N014 Patient-reported experience measures in inflammatory bowel disease patients at the Stockholm gastro centre
S. Jaghult*1, S. Soto Villagran2, D. Andersson1
1Karolinska Insitutet, Department of clinical sciences, Stockholm, Sweden, 2Stockholm Gastro Centre, Stockholm, Sweden
Patient-reported experience measures (PREM) is a measure of the patient’s experience of and satisfaction with the care that is given by the health care professionals. PREM can include for example participation, information, and confidence. In Sweden, we have traditionally registered PROM (patient-reported outcome measure) in the national registry for IBD patients, SWIBREG (Swedish inflammatory bowel disease registry). PROM is patient-reported outcomes and gives us valuable information about how the patients experience their disease and health. SWIBREG is used in all parts of Sweden, and today, approximately 33 000 patients are registered in the registry. SWIBREG has designed 4 questions measuring PREM, and since June 16, there is a possibility for the patients to report these important data into the registry. The questions concern experience regarding given information, participation, accessibility, and the behaviour of the health care professionals, and a three- and four-graded Likert scale was used.
All patients that visited the Stockholm Gastro Centre during a 2 month period (September–October 16) were asked to fill in PREM after their visit to either their nurse or physician. All data were then registered into SWIBREG and could be analysed in a descriptive way.
A total of 74 patients answered the PREM questions. Regarding given information, 79.7 % experienced it to be very good, and 18.9% rather good. No patients experienced it to be very bad. In the question about participation, 95.9% of the patients rated that they experienced adequate participation. A total of 73% experienced a very good accessibility, and 25.7% experienced it to be rather good. In the last question about the behaviour of the health care professionals, 94.6% experienced it to be very good, and 5.4% to be rather good. No patients experienced it to be rather or very bad.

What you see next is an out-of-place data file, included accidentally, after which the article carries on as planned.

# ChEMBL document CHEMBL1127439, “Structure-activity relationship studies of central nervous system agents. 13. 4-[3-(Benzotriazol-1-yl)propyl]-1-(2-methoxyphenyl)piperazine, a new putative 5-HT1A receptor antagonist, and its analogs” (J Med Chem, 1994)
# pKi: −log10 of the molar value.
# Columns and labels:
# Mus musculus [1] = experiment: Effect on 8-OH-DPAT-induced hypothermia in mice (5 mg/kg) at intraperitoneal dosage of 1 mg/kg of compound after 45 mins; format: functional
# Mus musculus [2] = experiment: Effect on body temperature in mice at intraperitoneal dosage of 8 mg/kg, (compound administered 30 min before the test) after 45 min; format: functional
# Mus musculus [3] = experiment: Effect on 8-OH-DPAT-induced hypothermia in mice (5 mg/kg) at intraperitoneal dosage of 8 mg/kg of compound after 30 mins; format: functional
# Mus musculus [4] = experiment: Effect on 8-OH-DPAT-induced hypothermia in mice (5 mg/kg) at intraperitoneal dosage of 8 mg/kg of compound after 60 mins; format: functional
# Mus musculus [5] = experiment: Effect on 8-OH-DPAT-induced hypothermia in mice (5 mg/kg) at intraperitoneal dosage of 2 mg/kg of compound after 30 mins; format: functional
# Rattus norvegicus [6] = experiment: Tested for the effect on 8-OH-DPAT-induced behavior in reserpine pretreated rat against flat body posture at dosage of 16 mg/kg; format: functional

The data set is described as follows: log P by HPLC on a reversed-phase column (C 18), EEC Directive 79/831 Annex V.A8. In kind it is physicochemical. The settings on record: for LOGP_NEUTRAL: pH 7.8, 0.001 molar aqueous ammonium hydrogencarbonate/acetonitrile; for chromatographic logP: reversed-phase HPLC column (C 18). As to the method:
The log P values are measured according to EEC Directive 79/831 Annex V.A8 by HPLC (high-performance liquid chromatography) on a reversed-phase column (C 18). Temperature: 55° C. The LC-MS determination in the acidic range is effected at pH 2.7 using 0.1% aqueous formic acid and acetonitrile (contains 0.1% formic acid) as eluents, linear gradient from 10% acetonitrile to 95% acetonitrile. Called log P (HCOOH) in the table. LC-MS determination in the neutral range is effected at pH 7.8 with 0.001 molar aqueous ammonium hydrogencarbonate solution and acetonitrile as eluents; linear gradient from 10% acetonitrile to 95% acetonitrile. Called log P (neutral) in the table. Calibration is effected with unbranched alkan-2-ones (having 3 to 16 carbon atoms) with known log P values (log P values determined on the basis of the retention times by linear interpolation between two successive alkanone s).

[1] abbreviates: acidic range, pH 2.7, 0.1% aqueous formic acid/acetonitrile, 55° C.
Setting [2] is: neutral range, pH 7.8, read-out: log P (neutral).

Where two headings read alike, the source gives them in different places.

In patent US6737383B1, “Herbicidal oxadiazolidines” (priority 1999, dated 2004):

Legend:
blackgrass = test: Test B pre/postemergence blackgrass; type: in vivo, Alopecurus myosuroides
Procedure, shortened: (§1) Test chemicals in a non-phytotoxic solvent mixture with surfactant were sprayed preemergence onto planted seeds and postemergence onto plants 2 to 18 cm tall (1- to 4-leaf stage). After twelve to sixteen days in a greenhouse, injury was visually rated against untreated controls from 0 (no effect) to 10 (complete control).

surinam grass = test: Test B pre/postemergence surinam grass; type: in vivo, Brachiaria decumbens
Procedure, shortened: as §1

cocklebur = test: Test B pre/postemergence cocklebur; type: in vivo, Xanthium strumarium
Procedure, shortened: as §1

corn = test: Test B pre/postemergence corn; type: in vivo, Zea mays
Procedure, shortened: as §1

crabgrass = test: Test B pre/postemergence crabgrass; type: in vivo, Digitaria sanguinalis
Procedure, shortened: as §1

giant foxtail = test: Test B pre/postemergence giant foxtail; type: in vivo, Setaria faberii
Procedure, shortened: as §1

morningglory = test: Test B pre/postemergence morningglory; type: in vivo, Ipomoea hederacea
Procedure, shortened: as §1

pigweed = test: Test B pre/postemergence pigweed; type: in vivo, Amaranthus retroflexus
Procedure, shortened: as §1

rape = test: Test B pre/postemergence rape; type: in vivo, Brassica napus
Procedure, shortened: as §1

By measuring PREM, each clinic gets valuable information about how the patients experience the care. At the Stockholm Gastro Centre the PREM data showed that most patients experienced the behaviour of the health care professionals to be very good, and most patients experienced adequate participation. The experience of given information showed that many patients rated it to be very good, but in this area, there is room for improvement. At the Stockholm Gastro Centre, the patients can contact the health care professionals by telephone, SMS, and e-mail. The accessibility is therefore rather good, but perhaps the information about the different contact ways is not clear enough. The PREM data helps each clinic with valuable information about which areas need improvement.